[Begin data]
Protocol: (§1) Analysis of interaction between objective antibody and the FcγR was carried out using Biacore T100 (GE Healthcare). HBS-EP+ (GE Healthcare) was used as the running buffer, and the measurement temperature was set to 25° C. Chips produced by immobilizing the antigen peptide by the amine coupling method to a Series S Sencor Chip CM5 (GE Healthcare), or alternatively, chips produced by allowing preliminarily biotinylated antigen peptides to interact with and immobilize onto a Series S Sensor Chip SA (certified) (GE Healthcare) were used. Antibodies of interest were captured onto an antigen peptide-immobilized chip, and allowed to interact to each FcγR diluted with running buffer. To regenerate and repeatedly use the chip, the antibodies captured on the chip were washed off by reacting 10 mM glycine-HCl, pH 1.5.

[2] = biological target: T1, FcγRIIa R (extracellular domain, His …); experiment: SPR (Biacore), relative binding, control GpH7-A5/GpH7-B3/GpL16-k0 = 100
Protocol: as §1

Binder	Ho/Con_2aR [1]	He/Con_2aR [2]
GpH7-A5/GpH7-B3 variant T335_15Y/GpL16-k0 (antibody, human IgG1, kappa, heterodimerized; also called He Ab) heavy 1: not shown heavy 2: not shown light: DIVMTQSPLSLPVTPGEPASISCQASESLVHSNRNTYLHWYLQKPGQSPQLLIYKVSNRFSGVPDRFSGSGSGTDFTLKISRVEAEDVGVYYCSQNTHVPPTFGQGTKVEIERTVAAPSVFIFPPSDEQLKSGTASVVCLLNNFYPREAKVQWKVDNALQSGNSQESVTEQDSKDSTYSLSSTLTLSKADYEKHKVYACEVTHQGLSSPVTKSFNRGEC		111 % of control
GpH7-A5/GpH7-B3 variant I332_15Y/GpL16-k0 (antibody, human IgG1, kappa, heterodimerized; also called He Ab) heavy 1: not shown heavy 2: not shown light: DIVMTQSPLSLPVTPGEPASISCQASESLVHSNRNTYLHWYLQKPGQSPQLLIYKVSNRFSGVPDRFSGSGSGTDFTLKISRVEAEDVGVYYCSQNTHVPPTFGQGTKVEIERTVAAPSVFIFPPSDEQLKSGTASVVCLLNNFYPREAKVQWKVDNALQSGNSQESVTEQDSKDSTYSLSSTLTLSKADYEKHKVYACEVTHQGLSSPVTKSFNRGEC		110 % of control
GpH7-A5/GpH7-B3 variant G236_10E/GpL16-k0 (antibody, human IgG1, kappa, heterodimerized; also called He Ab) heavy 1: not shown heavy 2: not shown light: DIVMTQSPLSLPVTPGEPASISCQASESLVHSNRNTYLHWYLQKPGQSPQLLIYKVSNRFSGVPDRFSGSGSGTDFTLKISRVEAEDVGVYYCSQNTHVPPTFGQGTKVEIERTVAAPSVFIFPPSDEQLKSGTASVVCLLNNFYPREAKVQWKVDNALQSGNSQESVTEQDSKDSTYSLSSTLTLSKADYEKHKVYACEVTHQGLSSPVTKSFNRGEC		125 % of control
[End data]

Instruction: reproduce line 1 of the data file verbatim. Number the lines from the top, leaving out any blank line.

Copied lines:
Protocol: (§1) Analysis of interaction between objective antibody and the FcγR was carried out using Biacore T100 (GE Healthcare). HBS-EP+ (GE Healthcare) was used as the running buffer, and the measurement temperature was set to 25° C. Chips produced by immobilizing the antigen peptide by the amine coupling method to a Series S Sencor Chip CM5 (GE Healthcare), or alternatively, chips produced by allowing preliminarily biotinylated antigen peptides to interact with and immobilize onto a Series S Sensor Chip SA (certified) (GE Healthcare) were used. Antibodies of interest were captured onto an antigen peptide-immobilized chip, and allowed to interact to each FcγR diluted with running buffer. To regenerate and repeatedly use the chip, the antibodies captured on the chip were washed off by reacting 10 mM glycine-HCl, pH 1.5.